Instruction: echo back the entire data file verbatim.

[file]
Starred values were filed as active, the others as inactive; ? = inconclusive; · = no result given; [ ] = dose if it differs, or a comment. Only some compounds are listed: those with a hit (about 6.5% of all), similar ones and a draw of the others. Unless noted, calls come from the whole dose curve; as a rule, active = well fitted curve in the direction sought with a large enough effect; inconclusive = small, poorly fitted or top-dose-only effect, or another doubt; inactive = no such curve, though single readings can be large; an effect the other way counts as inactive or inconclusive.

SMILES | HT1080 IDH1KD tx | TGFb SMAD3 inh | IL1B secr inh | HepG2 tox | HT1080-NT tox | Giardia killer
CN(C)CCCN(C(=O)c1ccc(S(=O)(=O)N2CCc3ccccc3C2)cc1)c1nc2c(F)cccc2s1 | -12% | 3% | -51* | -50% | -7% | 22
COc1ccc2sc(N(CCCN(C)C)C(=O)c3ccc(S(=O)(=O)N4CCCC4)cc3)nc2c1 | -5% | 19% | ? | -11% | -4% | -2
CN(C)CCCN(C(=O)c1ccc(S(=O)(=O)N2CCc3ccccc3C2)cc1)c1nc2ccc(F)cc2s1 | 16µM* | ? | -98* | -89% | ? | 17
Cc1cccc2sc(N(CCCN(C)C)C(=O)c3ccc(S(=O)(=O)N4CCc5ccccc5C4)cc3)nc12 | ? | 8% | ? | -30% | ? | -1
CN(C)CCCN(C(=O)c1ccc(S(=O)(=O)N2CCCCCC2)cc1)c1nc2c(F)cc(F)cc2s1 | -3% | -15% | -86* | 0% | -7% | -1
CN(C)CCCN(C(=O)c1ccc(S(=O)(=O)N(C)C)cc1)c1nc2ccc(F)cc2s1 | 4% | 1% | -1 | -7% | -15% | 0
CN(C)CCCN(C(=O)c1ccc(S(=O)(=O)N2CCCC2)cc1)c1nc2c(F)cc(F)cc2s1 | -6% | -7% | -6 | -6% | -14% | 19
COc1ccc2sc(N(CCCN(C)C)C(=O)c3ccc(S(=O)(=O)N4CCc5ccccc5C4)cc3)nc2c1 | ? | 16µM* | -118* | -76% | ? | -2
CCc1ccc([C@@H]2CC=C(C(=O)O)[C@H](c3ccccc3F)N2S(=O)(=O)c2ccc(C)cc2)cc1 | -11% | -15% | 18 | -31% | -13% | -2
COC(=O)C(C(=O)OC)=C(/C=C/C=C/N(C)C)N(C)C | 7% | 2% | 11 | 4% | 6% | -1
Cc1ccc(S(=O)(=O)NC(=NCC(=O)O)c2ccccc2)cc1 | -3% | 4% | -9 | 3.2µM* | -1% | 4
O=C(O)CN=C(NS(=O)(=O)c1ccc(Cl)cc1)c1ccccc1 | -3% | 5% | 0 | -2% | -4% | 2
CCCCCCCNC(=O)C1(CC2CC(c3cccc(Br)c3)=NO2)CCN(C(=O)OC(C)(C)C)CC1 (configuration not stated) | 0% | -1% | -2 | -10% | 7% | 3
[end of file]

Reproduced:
Starred values were filed as active, the others as inactive; ? = inconclusive; · = no result given; [ ] = dose if it differs, or a comment. Only some compounds are listed: those with a hit (about 6.5% of all), similar ones and a draw of the others. Unless noted, calls come from the whole dose curve; as a rule, active = well fitted curve in the direction sought with a large enough effect; inconclusive = small, poorly fitted or top-dose-only effect, or another doubt; inactive = no such curve, though single readings can be large; an effect the other way counts as inactive or inconclusive.

SMILES | HT1080 IDH1KD tx | TGFb SMAD3 inh | IL1B secr inh | HepG2 tox | HT1080-NT tox | Giardia killer
CN(C)CCCN(C(=O)c1ccc(S(=O)(=O)N2CCc3ccccc3C2)cc1)c1nc2c(F)cccc2s1 | -12% | 3% | -51* | -50% | -7% | 22
COc1ccc2sc(N(CCCN(C)C)C(=O)c3ccc(S(=O)(=O)N4CCCC4)cc3)nc2c1 | -5% | 19% | ? | -11% | -4% | -2
CN(C)CCCN(C(=O)c1ccc(S(=O)(=O)N2CCc3ccccc3C2)cc1)c1nc2ccc(F)cc2s1 | 16µM* | ? | -98* | -89% | ? | 17
Cc1cccc2sc(N(CCCN(C)C)C(=O)c3ccc(S(=O)(=O)N4CCc5ccccc5C4)cc3)nc12 | ? | 8% | ? | -30% | ? | -1
CN(C)CCCN(C(=O)c1ccc(S(=O)(=O)N2CCCCCC2)cc1)c1nc2c(F)cc(F)cc2s1 | -3% | -15% | -86* | 0% | -7% | -1
CN(C)CCCN(C(=O)c1ccc(S(=O)(=O)N(C)C)cc1)c1nc2ccc(F)cc2s1 | 4% | 1% | -1 | -7% | -15% | 0
CN(C)CCCN(C(=O)c1ccc(S(=O)(=O)N2CCCC2)cc1)c1nc2c(F)cc(F)cc2s1 | -6% | -7% | -6 | -6% | -14% | 19
COc1ccc2sc(N(CCCN(C)C)C(=O)c3ccc(S(=O)(=O)N4CCc5ccccc5C4)cc3)nc2c1 | ? | 16µM* | -118* | -76% | ? | -2
CCc1ccc([C@@H]2CC=C(C(=O)O)[C@H](c3ccccc3F)N2S(=O)(=O)c2ccc(C)cc2)cc1 | -11% | -15% | 18 | -31% | -13% | -2
COC(=O)C(C(=O)OC)=C(/C=C/C=C/N(C)C)N(C)C | 7% | 2% | 11 | 4% | 6% | -1
Cc1ccc(S(=O)(=O)NC(=NCC(=O)O)c2ccccc2)cc1 | -3% | 4% | -9 | 3.2µM* | -1% | 4
O=C(O)CN=C(NS(=O)(=O)c1ccc(Cl)cc1)c1ccccc1 | -3% | 5% | 0 | -2% | -4% | 2
CCCCCCCNC(=O)C1(CC2CC(c3cccc(Br)c3)=NO2)CCN(C(=O)OC(C)(C)C)CC1 (configuration not stated) | 0% | -1% | -2 | -10% | 7% | 3